Metabolism under hypoxia is significantly different from that under normoxia. It has been well elucidated that HIF-1 (hypoxia-inducible factor-1) plays a central role in regulating glucose metabolism under hypoxia; however, the role of HIF-1 in lipid metabolism has not yet been well addressed. In the present study we demonstrate that HIF-1 promotes LDL (low-density lipoprotein) and VLDL (very-LDL) uptake through regulation of VLDLR (VLDL receptor) gene expression under hypoxia. Increased VLDLR mRNA and protein levels were observed under hypoxic or DFO (deferoxamine mesylate salt) treatment in MCF7, HepG2 and HeLa cells. Using dual-luciferase reporter and ChIP (chromatin immunoprecipitation) assays we confirmed a functional HRE (hypoxia-response element) which is localized at +405 in exon 1 of the VLDLR gene. Knockdown of HIF1A (the α subunit of HIF-1) and VLDLR, but not HIF2A (the α subunit of HIF-2), attenuated hypoxia-induced lipid accumulation through affecting LDL and VLDL uptake. Additionally we also observed a correlation between HIF-1 activity and VLDLR expression in hepatocellular carcinoma specimens. The results of the present study suggest that HIF-1-mediated VLDLR induction influences intracellular lipid accumulation through regulating LDL and VLDL uptake under hypoxia.
- hypoxia-response element (HRE)
- low-density lipoprotein (LDL)
- lipid accumulation
- very-low-density lipoprotein (VLDL)
- very-low-density lipoprotein receptor (VLDLR)
The response to hypoxia is certainly the most well-understood aspect of the ability of HIF (hypoxia-inducible factor) to regulate metabolism . HIF is a heterodimeric protein that is composed of a constitutively expressed β subunit [HIFβ, also called ARNT (aryl receptor nuclear translocator)] and an oxygen-regulated α subunit (HIFα) [2,3]. There are three different HIFα peptides in higher metazoans. HIF-1α and HIF-2α have been the most extensively studied. They have a similar domain architecture, bind to the same core motif and are also regulated in a similar manner. HIF-3α is an inhibitor of HIF-1 that may be involved in feedback regulation because its expression is transcriptionally regulated by HIF-1 . In well-oxygenated cells, HIFα is hydroxylated at one (or both) of two highly conserved prolyl residues by a family of dioxygenases [EGLNs (EGL nine homologues), also called PHDs (prolyl hydroxylase domain proteins)], which use oxygen and α-oxoglutarate as substrates in a reaction that generates carbon dioxide and succinate as byproducts [5–8]. Prolyl-hydroxylated HIFα is bound by VHL (von Hippel–Lindau tumour suppressor protein), which recruits an E3-ubiquitin ligase that targets HIFα for proteasomal degradation. Under hypoxic conditions, hydroxylation is inhibited and HIFα rapidly accumulates, dimerizes with HIFβ, binds to the core DNA-binding sequence 5′-RCGTG-3′ (R is purine A or G) in target genes, recruits co-activators and activates transcription.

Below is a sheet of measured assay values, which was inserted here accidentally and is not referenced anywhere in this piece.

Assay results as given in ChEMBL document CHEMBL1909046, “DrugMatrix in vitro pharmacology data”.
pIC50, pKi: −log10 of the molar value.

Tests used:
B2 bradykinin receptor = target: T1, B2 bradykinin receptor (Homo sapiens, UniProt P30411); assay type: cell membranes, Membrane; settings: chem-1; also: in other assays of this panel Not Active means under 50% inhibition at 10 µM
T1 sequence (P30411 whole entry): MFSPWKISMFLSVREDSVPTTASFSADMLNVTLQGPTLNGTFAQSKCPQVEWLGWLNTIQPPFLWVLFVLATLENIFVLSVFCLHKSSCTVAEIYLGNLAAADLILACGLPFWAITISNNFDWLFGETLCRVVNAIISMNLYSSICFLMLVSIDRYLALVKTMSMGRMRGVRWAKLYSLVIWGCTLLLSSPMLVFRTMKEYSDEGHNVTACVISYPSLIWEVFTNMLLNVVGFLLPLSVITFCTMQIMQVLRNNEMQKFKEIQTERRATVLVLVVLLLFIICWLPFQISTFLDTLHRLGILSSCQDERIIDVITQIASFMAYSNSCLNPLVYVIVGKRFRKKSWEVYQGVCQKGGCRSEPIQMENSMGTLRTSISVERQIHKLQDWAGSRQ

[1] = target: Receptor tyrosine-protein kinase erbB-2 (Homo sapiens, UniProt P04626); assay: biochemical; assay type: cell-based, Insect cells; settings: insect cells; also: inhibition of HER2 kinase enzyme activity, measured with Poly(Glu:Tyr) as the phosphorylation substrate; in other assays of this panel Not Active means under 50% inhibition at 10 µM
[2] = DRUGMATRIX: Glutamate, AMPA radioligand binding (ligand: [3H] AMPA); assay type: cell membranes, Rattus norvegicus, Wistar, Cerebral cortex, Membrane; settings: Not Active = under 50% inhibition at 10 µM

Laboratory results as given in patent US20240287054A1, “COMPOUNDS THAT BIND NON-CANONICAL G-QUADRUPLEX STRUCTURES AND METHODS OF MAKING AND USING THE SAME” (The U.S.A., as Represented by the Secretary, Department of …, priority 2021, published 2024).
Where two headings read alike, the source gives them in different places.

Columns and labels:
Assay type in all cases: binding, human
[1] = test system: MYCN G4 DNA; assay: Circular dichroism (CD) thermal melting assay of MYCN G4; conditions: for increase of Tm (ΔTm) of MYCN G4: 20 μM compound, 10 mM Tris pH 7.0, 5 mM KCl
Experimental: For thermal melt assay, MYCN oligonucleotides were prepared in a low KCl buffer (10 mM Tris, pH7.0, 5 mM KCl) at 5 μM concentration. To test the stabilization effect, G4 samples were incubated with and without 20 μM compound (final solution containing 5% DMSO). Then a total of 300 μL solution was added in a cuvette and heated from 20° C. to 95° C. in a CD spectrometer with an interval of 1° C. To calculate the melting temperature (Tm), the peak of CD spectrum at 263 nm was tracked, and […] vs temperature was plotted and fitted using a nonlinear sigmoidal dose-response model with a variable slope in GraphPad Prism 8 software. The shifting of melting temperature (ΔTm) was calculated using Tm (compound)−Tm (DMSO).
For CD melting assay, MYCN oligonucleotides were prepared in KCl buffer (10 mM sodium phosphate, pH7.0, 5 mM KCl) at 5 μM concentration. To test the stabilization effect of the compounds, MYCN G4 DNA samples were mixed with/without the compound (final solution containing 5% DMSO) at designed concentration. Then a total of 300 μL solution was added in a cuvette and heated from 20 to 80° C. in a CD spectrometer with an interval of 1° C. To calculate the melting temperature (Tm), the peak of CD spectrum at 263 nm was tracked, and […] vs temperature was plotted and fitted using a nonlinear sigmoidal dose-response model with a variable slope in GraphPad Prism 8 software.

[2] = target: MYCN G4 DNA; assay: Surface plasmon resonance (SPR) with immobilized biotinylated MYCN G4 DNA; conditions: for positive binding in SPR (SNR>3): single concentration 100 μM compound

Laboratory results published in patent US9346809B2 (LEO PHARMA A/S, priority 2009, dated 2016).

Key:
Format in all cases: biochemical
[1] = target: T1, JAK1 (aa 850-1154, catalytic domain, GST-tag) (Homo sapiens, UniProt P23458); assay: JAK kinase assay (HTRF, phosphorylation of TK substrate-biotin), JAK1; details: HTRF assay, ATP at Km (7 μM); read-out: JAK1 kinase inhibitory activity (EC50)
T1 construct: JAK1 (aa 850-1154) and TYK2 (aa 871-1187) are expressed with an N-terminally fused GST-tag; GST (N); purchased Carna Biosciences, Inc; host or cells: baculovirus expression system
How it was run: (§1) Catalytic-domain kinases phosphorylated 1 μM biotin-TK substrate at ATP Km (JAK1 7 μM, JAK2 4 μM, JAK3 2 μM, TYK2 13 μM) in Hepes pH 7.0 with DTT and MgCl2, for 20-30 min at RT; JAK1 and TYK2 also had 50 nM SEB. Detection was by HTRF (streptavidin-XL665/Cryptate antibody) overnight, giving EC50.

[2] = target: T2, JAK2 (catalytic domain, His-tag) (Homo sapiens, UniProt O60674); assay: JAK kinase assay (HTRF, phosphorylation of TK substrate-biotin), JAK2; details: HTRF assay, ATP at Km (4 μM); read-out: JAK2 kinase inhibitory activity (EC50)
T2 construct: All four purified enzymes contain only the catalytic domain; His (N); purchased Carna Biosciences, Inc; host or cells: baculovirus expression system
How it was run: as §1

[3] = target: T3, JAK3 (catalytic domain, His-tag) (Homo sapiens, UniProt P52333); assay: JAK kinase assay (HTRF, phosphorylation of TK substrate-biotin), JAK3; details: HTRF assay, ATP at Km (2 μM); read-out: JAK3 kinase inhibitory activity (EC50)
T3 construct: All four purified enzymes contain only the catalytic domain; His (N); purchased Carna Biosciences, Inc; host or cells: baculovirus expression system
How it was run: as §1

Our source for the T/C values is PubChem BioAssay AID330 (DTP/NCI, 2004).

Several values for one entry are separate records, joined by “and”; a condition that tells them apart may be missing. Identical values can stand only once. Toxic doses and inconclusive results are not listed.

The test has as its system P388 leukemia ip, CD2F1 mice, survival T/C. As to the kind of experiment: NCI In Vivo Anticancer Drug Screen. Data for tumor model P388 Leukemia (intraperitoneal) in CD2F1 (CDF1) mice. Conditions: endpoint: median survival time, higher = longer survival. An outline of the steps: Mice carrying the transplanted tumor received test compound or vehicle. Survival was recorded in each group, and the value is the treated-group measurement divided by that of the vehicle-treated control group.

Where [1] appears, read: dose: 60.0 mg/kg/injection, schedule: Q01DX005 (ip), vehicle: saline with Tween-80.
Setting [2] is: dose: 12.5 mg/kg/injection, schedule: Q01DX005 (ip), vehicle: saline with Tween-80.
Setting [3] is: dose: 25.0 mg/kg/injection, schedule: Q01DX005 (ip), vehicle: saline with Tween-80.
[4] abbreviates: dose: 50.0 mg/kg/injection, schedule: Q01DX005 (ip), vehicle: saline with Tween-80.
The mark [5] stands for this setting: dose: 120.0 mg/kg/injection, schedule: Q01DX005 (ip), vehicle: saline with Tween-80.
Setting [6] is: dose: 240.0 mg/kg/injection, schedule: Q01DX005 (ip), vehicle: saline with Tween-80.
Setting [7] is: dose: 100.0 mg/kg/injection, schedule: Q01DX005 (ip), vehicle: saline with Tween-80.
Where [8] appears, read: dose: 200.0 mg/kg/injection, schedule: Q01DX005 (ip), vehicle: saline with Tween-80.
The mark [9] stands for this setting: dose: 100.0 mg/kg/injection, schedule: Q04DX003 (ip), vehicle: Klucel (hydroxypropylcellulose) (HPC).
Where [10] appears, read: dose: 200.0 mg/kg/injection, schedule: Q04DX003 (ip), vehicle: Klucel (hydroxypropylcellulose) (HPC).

The role of HIF-1 in glucose/energy metabolism has been well studied. Recently studies have reported a role for HIF-1 in glycogen accumulation [9,10]. Hypoxia can also promote lipid droplet formation and lipid accumulation [11–13], and some reports have indicated that HIF-1 may play an important role in lipid accumulation [12,14–16]. Krishnan et al.  have reported that HIF-1 promotes lipid accumulation through inducing PPARγ (peroxisome-proliferator-activated receptor γ), which promotes non-esterified (free) fatty acid uptake and triacylglycerol production . All of these results support the notion that HIF-1 plays an important role in lipid accumulation under hypoxia.
The tumour microenvironment suffers from hypoxia, and lipid accumulation is often observed in solid tumours [16,17]. ADFP (adipophilin) and HIG2 (hypoxia-inducible protein 2), which are lipid droplet proteins, were induced under hypoxia in a HIF-1dependent manner, and they are overexpressed in tumours [16,17]. Overexpression of ADFP and HIG2 may contribute to tumour lipid accumulation. It has been reported that hypoxia significantly increases LDL (low-density lipoprotein) uptake and enhances lipid accumulation in arterial SMCs (smooth muscle cells), exclusive of LDLR (LDL receptor) activity . VLDLR [VLDL (very-LDL) receptor] is a receptor that could be involved in LDL and VLDL uptake. Some studies have reported that VLDLR could be induced under hypoxia [19–21]. We hypothesize that HIF-1 regulates VLDLR to promote LDL and VLDL uptake and lipid accumulation. In the present study we have demonstrated that HIF-1 induces VLDLR directly and promotes lipid accumulation through increasing LDL and VLDL uptake. In addition, we also found that VLDLR and HIF-1 are up-regulated and expressed in the same areas of tumour in hepatocellular carcinoma.